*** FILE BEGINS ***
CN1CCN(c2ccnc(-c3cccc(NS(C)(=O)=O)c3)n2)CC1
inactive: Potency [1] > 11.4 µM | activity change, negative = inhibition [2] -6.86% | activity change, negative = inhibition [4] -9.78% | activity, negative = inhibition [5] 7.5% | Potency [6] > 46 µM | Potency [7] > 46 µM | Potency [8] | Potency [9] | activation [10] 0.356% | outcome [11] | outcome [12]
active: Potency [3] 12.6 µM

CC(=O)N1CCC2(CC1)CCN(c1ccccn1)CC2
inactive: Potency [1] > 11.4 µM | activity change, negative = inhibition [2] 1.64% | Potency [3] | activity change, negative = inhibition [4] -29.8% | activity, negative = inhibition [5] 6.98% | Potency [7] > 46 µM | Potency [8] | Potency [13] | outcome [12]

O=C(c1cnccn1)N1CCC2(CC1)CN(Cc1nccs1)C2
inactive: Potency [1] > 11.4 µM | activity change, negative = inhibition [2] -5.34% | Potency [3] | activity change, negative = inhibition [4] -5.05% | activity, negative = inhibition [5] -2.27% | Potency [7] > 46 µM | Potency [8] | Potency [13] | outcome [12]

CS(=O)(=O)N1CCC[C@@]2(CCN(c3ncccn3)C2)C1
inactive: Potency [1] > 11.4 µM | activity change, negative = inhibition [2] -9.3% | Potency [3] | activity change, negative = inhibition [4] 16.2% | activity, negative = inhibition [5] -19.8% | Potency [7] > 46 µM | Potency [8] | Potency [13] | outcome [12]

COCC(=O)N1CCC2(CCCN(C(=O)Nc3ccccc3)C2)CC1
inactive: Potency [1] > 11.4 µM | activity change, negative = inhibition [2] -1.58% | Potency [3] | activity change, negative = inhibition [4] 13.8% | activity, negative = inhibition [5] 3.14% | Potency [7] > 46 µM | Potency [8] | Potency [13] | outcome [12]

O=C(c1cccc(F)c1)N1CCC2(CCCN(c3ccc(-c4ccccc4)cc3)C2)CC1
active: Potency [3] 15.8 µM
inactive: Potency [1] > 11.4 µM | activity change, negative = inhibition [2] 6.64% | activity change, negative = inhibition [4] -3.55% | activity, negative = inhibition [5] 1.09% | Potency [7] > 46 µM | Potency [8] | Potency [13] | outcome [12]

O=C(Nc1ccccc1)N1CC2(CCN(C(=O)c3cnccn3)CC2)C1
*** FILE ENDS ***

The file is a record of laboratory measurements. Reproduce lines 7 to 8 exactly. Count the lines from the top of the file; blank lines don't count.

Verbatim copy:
inactive: Potency [1] > 11.4 µM | activity change, negative = inhibition [2] -5.34% | Potency [3] | activity change, negative = inhibition [4] -5.05% | activity, negative = inhibition [5] -2.27% | Potency [7] > 46 µM | Potency [8] | Potency [13] | outcome [12]

CS(=O)(=O)N1CCC[C@@]2(CCN(c3ncccn3)C2)C1